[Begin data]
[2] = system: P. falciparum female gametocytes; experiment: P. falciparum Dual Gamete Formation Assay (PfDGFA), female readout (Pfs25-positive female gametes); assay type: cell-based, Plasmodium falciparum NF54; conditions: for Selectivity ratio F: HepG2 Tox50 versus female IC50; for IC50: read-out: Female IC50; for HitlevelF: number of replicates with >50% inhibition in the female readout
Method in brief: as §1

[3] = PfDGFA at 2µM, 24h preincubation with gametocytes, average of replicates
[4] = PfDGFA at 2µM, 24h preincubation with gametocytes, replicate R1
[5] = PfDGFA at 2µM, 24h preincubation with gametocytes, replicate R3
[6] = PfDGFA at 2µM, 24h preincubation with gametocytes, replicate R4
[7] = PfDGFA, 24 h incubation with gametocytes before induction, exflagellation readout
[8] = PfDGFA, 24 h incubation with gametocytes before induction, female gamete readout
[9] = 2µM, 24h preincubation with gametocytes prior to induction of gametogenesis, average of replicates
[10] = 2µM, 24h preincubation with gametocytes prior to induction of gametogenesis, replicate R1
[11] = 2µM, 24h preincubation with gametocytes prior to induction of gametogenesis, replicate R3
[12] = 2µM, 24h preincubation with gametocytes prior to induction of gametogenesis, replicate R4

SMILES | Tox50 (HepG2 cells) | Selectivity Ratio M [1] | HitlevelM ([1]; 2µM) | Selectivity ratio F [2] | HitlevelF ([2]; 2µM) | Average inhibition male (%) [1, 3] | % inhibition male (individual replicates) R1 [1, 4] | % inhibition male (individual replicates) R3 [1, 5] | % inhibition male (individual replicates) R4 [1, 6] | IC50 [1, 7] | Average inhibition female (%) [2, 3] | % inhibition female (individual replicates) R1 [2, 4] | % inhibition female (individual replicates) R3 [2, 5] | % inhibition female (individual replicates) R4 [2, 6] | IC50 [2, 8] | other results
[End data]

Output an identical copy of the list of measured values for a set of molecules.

[2] = system: P. falciparum female gametocytes; experiment: P. falciparum Dual Gamete Formation Assay (PfDGFA), female readout (Pfs25-positive female gametes); assay type: cell-based, Plasmodium falciparum NF54; conditions: for Selectivity ratio F: HepG2 Tox50 versus female IC50; for IC50: read-out: Female IC50; for HitlevelF: number of replicates with >50% inhibition in the female readout
Method in brief: as §1

[3] = PfDGFA at 2µM, 24h preincubation with gametocytes, average of replicates
[4] = PfDGFA at 2µM, 24h preincubation with gametocytes, replicate R1
[5] = PfDGFA at 2µM, 24h preincubation with gametocytes, replicate R3
[6] = PfDGFA at 2µM, 24h preincubation with gametocytes, replicate R4
[7] = PfDGFA, 24 h incubation with gametocytes before induction, exflagellation readout
[8] = PfDGFA, 24 h incubation with gametocytes before induction, female gamete readout
[9] = 2µM, 24h preincubation with gametocytes prior to induction of gametogenesis, average of replicates
[10] = 2µM, 24h preincubation with gametocytes prior to induction of gametogenesis, replicate R1
[11] = 2µM, 24h preincubation with gametocytes prior to induction of gametogenesis, replicate R3
[12] = 2µM, 24h preincubation with gametocytes prior to induction of gametogenesis, replicate R4

SMILES | Tox50 (HepG2 cells) | Selectivity Ratio M [1] | HitlevelM ([1]; 2µM) | Selectivity ratio F [2] | HitlevelF ([2]; 2µM) | Average inhibition male (%) [1, 3] | % inhibition male (individual replicates) R1 [1, 4] | % inhibition male (individual replicates) R3 [1, 5] | % inhibition male (individual replicates) R4 [1, 6] | IC50 [1, 7] | Average inhibition female (%) [2, 3] | % inhibition female (individual replicates) R1 [2, 4] | % inhibition female (individual replicates) R3 [2, 5] | % inhibition female (individual replicates) R4 [2, 6] | IC50 [2, 8] | other results